If Evolution was the discovery of the convention, Splendor was the odds-on favorite for fastest-growing tournament. The lines for getting into each heat formed early, so much so that the GM was starting tables as early as half an hour before the scheduled start time. I wasn't sure why she elected to seat three-player heats rather than four-player, but it seemed to work. In my heat, we ended up in a three-way tie with 15 points, so the win went to Angelina G., who won the tie-breaker on fewest cards. As it happens, Angelina was a finalist in my Trains Planes and Automobiles juniors tournament the night before.
Brian, Keith, Kurt, and I played a round of "East India Company" in open gaming, and they gave me some good feedback about removing some of the harsher "take-that" cards from the action deck - especially those that can't be planned for, such as "Local Dispute," which prevents a player from a purchase or sale at the time he makes the decision. I have to figure out a way to make a tile counter / insurance track so that it doesn't involve counting tiles and looking up a value in a table. I may reduce the price on cards, since in many cases they are not cost-effective. And I adopted for my very next demo the option to play action cards at the start of the Ship Operations Phase, so that they take effect for all players (and not just those that come later in player order).
I think my biggest mistake of the convention was opting to skip Max Jamelli's "Lords of Baseball" demo in favor of the Catan: Cities & Knights heat, which started later and ran longer. Not only did I miss out on my favorite unpublished game, but C:C&K finished so late that I was unable to meet with Luke Peterschmidt, one of the two partners of Fun to 11 Games I'd arranged to see. It turned out not to be a fatal mistake, but it was a lesson in priorities for me.
|(c) GMT Games|
Used by permission
Late that night I played my most anticipated game of the convention, Acquire. The competition in this Sid Sackson classic is truly epic, and the game is just an edge-of-the-seat showdown. I managed to win my heat with $43.7K. I would learn the next day whether I would advance to the semifinal or not.
Although I missed meeting Luke Peterschmidt of Fun to 11, I was able to pitch "East India Company" to his associate, Jordan Martin. For some reason, I stumbled through the first five minutes of the pitch (a testament to the importance of preparation) but managed to get my feet under me and explain the game. We ran through a few turns, and Jordan concluded - rightly so, I think - that "EIC" isn't a good fit for what Fun to 11 is doing. I was glad to get the opportunity to share the game with him, even if it didn't turn out to be the right game for his company.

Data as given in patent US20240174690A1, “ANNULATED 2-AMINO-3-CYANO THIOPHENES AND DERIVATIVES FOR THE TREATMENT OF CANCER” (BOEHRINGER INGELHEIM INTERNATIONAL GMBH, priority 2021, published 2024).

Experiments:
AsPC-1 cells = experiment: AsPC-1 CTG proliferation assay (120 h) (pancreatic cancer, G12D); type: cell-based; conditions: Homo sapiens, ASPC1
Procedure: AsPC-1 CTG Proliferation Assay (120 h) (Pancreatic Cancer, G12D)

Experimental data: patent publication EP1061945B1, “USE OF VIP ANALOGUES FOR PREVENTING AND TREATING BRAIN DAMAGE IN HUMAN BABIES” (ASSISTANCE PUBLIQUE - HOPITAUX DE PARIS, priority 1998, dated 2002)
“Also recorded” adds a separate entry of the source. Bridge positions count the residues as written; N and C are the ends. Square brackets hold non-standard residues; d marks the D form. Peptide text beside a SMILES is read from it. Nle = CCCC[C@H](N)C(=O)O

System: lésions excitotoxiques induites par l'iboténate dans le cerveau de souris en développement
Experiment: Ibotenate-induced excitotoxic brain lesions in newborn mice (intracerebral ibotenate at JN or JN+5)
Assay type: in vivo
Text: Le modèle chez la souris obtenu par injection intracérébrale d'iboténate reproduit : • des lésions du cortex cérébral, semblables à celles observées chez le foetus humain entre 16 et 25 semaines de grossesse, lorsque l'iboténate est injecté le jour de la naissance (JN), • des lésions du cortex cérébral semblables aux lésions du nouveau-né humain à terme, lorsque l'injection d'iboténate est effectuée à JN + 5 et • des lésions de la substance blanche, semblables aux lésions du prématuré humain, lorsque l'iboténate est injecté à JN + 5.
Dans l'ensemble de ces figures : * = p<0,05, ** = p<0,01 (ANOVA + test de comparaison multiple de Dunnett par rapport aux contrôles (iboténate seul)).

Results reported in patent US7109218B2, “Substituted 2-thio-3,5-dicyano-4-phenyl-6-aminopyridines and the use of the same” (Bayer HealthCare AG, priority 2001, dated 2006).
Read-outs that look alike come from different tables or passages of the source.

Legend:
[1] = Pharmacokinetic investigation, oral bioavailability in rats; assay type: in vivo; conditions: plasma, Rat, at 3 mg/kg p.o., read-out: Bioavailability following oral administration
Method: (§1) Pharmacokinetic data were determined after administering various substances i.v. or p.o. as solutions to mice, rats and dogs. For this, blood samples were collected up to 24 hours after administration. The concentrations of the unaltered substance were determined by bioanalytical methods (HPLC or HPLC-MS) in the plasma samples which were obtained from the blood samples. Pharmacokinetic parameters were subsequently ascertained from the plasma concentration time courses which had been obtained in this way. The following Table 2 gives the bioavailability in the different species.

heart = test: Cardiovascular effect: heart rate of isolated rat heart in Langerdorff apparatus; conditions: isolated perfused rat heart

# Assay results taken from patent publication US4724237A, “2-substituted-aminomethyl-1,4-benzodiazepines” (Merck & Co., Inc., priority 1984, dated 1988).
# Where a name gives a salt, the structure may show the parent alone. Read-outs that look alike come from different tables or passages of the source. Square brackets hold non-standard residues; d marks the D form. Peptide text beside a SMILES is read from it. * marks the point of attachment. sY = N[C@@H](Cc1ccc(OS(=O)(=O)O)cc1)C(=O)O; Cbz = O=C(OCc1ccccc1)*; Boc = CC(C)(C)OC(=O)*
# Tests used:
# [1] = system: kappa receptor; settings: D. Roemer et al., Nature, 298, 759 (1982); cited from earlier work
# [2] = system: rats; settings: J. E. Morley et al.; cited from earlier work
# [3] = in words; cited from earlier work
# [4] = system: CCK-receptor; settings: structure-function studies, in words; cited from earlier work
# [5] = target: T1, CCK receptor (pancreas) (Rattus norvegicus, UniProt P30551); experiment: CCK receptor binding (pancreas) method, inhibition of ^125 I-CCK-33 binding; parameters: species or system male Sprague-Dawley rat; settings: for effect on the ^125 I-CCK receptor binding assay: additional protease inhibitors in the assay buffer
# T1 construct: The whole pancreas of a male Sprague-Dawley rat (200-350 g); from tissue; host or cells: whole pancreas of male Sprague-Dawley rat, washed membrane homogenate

That afternoon came my second formal "East India Company" demo, and at first I didn't think I'd have anyone to whom to demonstrate it, until Rob Mattox (who is working on his own game, Hope City) saw the game and called his friends to join us in a demo. Before long, we had a five-player game going, and a few observers later as well. Although we didn't finish the entire play-through, everybody seemed to enjoy it, and I took notes on further improvements to the game.
Late-night open gaming
Keith, Brian, Kurt, and I got together for open gaming on Friday and Saturday nights. Which games came on which nights ran together in my sleep-deprived state, but we played some combination of the following:
- Coup: Reformation
On Sunday, because my family likes Survive: Escape from Atlantis so much, I picked up both the "Dolphins and Dive Dice" and "Giant Squid" expansions at the Stronghold Games booth. I also bought Cacao from Z-man just on reputation. Kurt, Brian, and I played Cacao in open gaming with a fourth (Helen) who joined us (while Keith played his Castles of Mad King Ludwig semifinal). We picked up the rules fairly easily and enjoyed the game. I was glad to have made a good choice for a game purchase.
So while it was a good WBC experience (despite my lost appetite for WS&IM), the convention will be moving to Seven Springs, Pennsylvania in 2016, and I don't think I'll be joining it. So this will have been my last Trains Planes and Automobiles tournament, and there are a number of competitions in WBC that aren't duplicated at PrezCon - WS&IM, Ingenious, Evolution, Catan: Cities and Knights, and Battle Line. And for the foreseeable future, this will be my last visit to Lancaster.
Nevertheless, Justin Thompson has already positioned himself to fill the mid-Atlantic summer power vacuum with a new convention next year, the PrezCon Summer Nationals, June 27 through July 3. Keith expressed concern that it will conflict with traditional family plans for Independence Day weekend, but for my part, I'd much rather go to Charlottesville than Seven Springs. So we'll see what happens next summer.